World of Psychology

Motivation and Inspiration

Harness Positive Energy to Master Your Personal Power 

In today’s world, everyone lives at a level of stress and anxiety that destroys the quality of their work, their relationships and their health. People keep striving and struggling, only to be left feeling stuck and frustrated because they can’t figure out how to reach the place in life that they long for.

While it’s often true that going after your goals requires some sacrifice, it’s also true that working to achieve goals shouldn’t leave you stressed and miserable in the meantime. The cornerstone of achieving your goals and, consequently, a successful life, is based on your level of feeling joy and fulfillment now -- not reserving those feelings until a particular goal is met.

Do You Feel Shame about Being Single?

If find yourself single, are you ok with that or distressed by it? Do you feel judged by others -- or perhaps judge yourself for your current status?

Growing up in our society, it’s hard to avoid the message that being married is required for happiness. We may feel pressured to believe that if we’re not in a partnership, there’s something wrong with us -- that it’s shameful to be single.

But is being single so horrible? Are married or partnered folks really happier than the single people among us? 


Podcast: Your Gut Instinct is Bad For Your Relationships

While caring for his wife as she struggled with a severe nervous breakdown, Dr. Gleb Tsipursky put the cognitive strategies he’d long been teaching others to work on his strained relationship. After seeing the incredible impact it had on his marriage as a whole, he decided to write a book to share these relationship-changing communication strategies.
Join us as Dr. Tsipursky explains why going with your “gut” can actually backfire and shares 12 practical mental habits you can begin using today for excellent communication.

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Anxiety and Panic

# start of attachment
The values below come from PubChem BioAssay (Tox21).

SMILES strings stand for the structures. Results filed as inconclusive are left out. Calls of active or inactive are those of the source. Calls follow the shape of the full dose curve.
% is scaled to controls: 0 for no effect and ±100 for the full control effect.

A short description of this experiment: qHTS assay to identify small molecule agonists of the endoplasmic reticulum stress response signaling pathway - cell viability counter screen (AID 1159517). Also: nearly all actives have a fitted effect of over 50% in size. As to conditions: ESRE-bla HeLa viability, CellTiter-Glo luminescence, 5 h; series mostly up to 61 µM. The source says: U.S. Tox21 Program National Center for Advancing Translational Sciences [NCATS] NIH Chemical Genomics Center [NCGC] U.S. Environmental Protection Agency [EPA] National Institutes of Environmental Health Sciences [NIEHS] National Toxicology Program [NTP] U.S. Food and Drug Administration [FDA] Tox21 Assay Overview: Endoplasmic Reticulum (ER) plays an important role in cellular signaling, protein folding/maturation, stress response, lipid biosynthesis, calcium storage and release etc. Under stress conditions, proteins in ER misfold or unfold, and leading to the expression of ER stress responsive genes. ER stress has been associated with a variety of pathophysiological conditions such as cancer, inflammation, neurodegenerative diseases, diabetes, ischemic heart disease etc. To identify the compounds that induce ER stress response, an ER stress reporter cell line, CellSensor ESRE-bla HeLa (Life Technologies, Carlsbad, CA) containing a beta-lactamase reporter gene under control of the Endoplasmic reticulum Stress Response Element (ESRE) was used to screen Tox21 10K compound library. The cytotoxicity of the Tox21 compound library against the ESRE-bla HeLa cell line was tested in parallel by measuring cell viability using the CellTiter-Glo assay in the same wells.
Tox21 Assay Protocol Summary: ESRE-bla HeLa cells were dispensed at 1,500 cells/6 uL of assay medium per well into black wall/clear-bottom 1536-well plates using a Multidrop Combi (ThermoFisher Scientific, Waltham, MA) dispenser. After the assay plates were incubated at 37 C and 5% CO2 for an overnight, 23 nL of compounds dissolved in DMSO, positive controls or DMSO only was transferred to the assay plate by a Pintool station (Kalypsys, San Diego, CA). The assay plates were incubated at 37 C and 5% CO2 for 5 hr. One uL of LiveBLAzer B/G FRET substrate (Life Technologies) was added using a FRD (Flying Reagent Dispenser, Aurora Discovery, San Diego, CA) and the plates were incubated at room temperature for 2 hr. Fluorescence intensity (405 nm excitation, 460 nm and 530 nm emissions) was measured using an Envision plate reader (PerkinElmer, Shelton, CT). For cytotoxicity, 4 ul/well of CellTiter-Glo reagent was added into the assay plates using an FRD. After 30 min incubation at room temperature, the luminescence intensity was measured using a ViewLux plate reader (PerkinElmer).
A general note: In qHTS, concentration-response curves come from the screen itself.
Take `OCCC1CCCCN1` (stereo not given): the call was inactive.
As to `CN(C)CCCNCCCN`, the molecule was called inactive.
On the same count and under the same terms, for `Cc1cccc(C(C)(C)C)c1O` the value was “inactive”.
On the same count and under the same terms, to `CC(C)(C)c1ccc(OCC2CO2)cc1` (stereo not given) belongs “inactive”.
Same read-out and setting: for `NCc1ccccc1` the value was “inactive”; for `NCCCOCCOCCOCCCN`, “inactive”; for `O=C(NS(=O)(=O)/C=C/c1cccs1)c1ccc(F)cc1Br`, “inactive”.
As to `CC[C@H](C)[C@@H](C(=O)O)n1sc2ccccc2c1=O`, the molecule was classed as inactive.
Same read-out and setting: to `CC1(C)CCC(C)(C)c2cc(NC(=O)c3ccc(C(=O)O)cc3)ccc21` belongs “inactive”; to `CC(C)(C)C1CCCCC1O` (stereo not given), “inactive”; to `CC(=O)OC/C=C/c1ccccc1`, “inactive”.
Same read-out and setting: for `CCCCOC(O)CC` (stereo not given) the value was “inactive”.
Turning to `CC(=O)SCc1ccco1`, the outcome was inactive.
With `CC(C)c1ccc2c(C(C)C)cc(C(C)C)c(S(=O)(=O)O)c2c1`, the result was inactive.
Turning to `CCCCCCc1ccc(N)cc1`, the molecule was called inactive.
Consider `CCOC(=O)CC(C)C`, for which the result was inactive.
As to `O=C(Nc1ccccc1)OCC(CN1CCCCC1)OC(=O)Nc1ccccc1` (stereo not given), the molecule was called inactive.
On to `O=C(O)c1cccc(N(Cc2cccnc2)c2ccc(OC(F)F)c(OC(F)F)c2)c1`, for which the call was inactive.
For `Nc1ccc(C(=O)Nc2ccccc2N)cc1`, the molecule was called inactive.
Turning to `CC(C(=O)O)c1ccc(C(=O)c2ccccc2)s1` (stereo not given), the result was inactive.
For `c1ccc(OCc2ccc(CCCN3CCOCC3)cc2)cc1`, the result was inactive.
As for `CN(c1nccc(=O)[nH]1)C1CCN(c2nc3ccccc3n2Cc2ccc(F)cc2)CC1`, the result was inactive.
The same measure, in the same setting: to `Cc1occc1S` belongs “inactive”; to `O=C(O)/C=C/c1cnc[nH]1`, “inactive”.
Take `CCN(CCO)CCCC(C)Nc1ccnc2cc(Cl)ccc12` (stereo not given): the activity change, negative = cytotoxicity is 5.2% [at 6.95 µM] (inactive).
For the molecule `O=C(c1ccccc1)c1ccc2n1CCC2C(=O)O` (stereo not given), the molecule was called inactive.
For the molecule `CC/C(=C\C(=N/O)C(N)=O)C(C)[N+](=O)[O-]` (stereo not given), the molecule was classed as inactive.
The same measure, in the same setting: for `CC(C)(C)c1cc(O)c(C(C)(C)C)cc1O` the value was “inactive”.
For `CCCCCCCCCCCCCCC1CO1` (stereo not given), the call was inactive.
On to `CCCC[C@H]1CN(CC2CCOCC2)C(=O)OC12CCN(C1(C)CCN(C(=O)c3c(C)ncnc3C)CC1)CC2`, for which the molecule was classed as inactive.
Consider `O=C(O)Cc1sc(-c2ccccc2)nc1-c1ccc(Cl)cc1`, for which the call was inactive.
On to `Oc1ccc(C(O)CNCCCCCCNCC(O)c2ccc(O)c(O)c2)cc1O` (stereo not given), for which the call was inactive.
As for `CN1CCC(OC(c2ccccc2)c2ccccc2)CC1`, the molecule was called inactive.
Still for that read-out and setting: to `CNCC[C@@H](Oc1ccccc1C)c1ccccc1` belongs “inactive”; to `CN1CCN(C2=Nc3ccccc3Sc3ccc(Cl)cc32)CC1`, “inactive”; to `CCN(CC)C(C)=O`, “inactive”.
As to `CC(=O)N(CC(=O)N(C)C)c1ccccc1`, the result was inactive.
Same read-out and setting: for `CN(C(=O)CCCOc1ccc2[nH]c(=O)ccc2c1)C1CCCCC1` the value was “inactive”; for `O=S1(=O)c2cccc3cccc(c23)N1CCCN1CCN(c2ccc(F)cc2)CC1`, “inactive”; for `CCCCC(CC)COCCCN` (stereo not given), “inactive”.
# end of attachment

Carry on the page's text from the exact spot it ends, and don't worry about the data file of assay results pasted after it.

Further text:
Eye Tracking Evidence Shows that Social Anxiety Changes the Picture

Social anxiety involves worry or fear that you will be judged, embarrassed, or humiliated in social situations and often leads to people avoiding or feeling distress in certain social environments. At the same time, research shows that social anxiety is not just how an individual consciously experiences or reacts to a scenario -- it can also affect automatic functions, those that operate outside our conscious awareness. For example, how individuals view things or people in a given environment may operate differently in people with social anxiety. Understanding differences in how people process visual images, particularly those involving facial expressions, can provide insight into the kinds of information individuals with social anxiety are gathering from their environment.

Forgiveness: Yes? No? Maybe?

“My step-father abused me, and my mother is always telling me to forgive and forget.” Jodie shook her head ruefully.

“And how is that going for you?” I ask.

“Not so good,” Jodie replies, “I’m not doing a good job at all.”

Podcast: Self-Help Cliches Have a Peculiar Value

Take the bull by the horns! Pick yourself up by your bootstraps! Are these cliches condescending for people with mental illness? Or is there a grain of truth to them? Today, Gabe and Lisa debate the pros and cons of the all too common “taking your life back” advice we all get from well-meaning people. Gabe shares his personal story of gaining back control of his life a day at a time while healing from depression.


6 Goal-Directed Strategies to Help Increase Your Resilience

Friedrich Nietzsche's adage 'That which does not kill us makes us stronger' is the idea of rising above adversity in reaching personal development and growth. The challenging part is actually taking the necessary steps to face adversity and rise above it, when life throws a curveball. It is little surprise that resiliency has been linked to greater well-being for a variety of populations, including those of childhood trauma, those in life transitions, and those in team development and skills-building. Yet, developing and increasing our individual resiliency is often avoided or denied because by developing resilience we are required to face often painful challenges that may not want to be faced.
Children and Teens

How PTSD Can Cause Learning Disabilities

Post traumatic stress disorder (PTSD) is a condition that affects about eight million people every year in the United States. Between 7 and 8% of the population will experience some degree of PTSD in their lifetimes.

While most people understand that PTSD can contribute to stress, anxiety, and insomnia, a lesser-known issue is the impact PTSD can have on the ability to learn.